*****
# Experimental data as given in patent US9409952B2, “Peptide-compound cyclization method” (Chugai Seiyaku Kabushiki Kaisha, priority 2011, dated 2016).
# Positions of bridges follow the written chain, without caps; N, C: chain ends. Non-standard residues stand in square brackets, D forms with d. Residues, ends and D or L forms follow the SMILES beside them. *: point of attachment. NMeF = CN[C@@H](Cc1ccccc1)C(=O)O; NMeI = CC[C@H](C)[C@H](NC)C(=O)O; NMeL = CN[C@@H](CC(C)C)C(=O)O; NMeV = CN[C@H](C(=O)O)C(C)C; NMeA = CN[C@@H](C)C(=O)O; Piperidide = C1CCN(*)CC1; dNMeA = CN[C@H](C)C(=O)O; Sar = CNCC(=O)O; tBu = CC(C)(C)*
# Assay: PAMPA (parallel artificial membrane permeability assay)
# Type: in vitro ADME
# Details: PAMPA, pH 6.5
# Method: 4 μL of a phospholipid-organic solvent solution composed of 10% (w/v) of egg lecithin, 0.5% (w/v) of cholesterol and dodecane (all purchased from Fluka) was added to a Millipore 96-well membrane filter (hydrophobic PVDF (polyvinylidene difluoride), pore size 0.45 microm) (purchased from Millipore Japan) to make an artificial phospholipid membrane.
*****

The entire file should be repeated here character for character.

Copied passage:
# Experimental data as given in patent US9409952B2, “Peptide-compound cyclization method” (Chugai Seiyaku Kabushiki Kaisha, priority 2011, dated 2016).
# Positions of bridges follow the written chain, without caps; N, C: chain ends. Non-standard residues stand in square brackets, D forms with d. Residues, ends and D or L forms follow the SMILES beside them. *: point of attachment. NMeF = CN[C@@H](Cc1ccccc1)C(=O)O; NMeI = CC[C@H](C)[C@H](NC)C(=O)O; NMeL = CN[C@@H](CC(C)C)C(=O)O; NMeV = CN[C@H](C(=O)O)C(C)C; NMeA = CN[C@@H](C)C(=O)O; Piperidide = C1CCN(*)CC1; dNMeA = CN[C@H](C)C(=O)O; Sar = CNCC(=O)O; tBu = CC(C)(C)*
# Assay: PAMPA (parallel artificial membrane permeability assay)
# Type: in vitro ADME
# Details: PAMPA, pH 6.5
# Method: 4 μL of a phospholipid-organic solvent solution composed of 10% (w/v) of egg lecithin, 0.5% (w/v) of cholesterol and dodecane (all purchased from Fluka) was added to a Millipore 96-well membrane filter (hydrophobic PVDF (polyvinylidene difluoride), pore size 0.45 microm) (purchased from Millipore Japan) to make an artificial phospholipid membrane.